178 records — Page 17 of 18
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Creators:
Smithsonian Institution. Center for Folklife and Cultural Heritage
Dates:
June 24-July 5, 2009
Size:
1 Cubic foot (approximate)
Collection ID:
CFCH.SFF.2009
Repository:
Ralph Rinzler Folklife Archives and Collections

The Smithsonian Institution Festival of American Folklife, held annually since 1967 on the National Mall in Washington, D.C., was renamed the Smithsonian Folklife Festival in 1998. The materials collected here document the planning, production, and execution of the annual Festival, produced by the Smithsonian Center for Folklife and Cultural Heritage (1999-present) and its predecessor offices (1967-1999). An overview of the entire Festival records group is available here: Smithsonian Folklife Festival records.

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Creators:
Kapp, Michael
Dates:
1939-1977 and undated
Size:
30.01 Cubic feet (44 legal document boxes; 9 letter document boxes; 8 audio boxes)
Collection ID:
NASM.XXXX.0138
Repository:
National Air and Space Museum Archives

This collection consists of reel to reel audio tapes relating to the United States space program. The material includes recordings of events, missions, press conferences, and other happenings from the Mercury, Gemini, and Apollo programs.

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Creators:
Houlberg, Marilyn
Dates:
1961-circa 2005
Size:
6567 slides (photographs) (11 Binders, color)
14 Documents (1 Binder)
Collection ID:
EEPA.2005-002
Repository:
Eliot Elisofon Photographic Archives, National Museum of African Art

The collection consists of 6,567 color slides taken by Dr. Marilyn Houlberg during various field studies among the Yoruba in southwest Nigeria between 1961 and circa 2005. The images depict Yoruba art and culture with a special focus on artisans, art objects, body arts, costume, festivals, hairstyles, indigenous photography, weaving and textiles. Cultural events depicted include Balufon festivals, Egungun and Gelede masquerades, social events (weddings, christenings, funerals), and religious ceremonies (initiation and animal sacrifice). Also included are various scenes of daily life, architecture, food preparation, markets, portraits and landscapes. Houlberg extensively documented Yoruba artists in the process of creating their art, including carvers Yesufu Ejigboye, Runshewe, and Lamidi Fakeye, as well as the final pieces themselves. Houlberg documentated art in situ, such as Yoruba house posts, shrines, wall art and wood doors and art objects, including Gelede masks, Ibeji (twin) and Eshu figures, Osanyin staffs, and Ogboni and Shango shrines. Manuscript and printed materials, including Houlberg's resume, thesis, and numerous published articles are also available in this collection.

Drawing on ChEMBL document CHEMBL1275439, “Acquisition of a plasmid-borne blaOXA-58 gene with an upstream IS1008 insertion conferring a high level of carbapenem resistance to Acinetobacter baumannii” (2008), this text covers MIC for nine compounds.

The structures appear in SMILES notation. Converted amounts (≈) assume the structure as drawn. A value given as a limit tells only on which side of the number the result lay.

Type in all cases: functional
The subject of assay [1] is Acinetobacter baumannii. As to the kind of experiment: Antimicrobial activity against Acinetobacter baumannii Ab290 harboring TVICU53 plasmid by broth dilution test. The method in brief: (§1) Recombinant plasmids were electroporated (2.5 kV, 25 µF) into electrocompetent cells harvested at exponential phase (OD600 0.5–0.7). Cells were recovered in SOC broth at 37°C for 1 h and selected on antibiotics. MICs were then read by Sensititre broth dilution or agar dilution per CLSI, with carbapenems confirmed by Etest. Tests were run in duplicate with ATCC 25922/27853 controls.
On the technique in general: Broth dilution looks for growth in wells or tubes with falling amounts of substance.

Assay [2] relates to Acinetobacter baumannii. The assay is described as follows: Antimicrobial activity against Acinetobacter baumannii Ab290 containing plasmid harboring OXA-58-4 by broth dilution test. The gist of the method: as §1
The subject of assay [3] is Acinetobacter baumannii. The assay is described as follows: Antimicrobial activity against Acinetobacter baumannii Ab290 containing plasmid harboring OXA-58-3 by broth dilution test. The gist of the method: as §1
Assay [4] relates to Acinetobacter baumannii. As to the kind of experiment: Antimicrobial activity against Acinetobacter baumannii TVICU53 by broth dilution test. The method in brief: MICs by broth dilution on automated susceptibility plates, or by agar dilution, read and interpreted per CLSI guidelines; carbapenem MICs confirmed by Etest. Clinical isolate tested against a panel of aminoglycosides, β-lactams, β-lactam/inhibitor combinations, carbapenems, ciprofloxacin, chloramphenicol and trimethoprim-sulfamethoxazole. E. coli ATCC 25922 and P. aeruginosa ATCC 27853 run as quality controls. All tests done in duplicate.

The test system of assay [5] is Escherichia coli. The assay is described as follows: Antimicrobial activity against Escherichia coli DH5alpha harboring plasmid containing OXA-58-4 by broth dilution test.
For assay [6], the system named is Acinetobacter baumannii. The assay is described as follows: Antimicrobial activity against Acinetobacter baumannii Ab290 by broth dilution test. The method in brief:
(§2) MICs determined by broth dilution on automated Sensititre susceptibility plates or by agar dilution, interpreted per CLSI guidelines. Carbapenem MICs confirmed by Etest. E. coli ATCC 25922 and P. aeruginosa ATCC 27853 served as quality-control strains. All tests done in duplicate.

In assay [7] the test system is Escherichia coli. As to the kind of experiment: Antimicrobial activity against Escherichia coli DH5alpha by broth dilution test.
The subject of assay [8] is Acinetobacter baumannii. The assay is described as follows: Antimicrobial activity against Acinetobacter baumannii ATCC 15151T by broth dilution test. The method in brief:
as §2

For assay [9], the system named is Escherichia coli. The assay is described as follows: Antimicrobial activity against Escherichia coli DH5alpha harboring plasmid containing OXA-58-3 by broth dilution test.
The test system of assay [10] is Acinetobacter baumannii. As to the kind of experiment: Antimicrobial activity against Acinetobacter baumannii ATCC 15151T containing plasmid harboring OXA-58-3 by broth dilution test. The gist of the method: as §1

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Creators:
Smithsonian Institution. Center for Folklife and Cultural Heritage
Dates:
June 29-July 10, 2016
Size:
1 Cubic foot (approximate)
Collection ID:
CFCH.SFF.2016
Repository:
Ralph Rinzler Folklife Archives and Collections

The Smithsonian Institution Festival of American Folklife, held annually since 1967 on the National Mall in Washington, D.C., was renamed the Smithsonian Folklife Festival in 1998. The materials collected here document the planning, production, and execution of the annual Festival, produced by the Smithsonian Center for Folklife and Cultural Heritage (1999-present) and its predecessor offices (1967-1999). An overview of the entire Festival records group is available here: Smithsonian Folklife Festival records.

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Creators:
DeCorse, Christopher
Dates:
1978-1987
Size:
2363 slides (photographs) ((6 v.), color)
2,363 color copy slides
Collection ID:
EEPA.1993-028
Repository:
Eliot Elisofon Photographic Archives, National Museum of African Art

Photographs taken by Christopher DeCorse during his travels in Ghana, Gambia, Senegal, Mali and Cote d'Ivoire.

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Creators:
Harris, Nancy H.
Gorlia, Emile E.O.
Dates:
1909-1958
bulk 1909-1928
Size:
258 negatives (photographic) (black & white, 8 x 10.5 cm.)
308 lantern slides (black & white, 8.5 x 10 cm.)
1,446 Photographic prints ((contact prints) (5 vols.), black & white, 6 x 13 cm. or smaller )
46 Photographic prints (black & white, 48 x 58 cm. or smaller.)
556 negatives (photographic) (glass plate stereographic negatives , black & white, 6 x 13 cm.)
Collection ID:
EEPA.1977-001
Repository:
Eliot Elisofon Photographic Archives, National Museum of African Art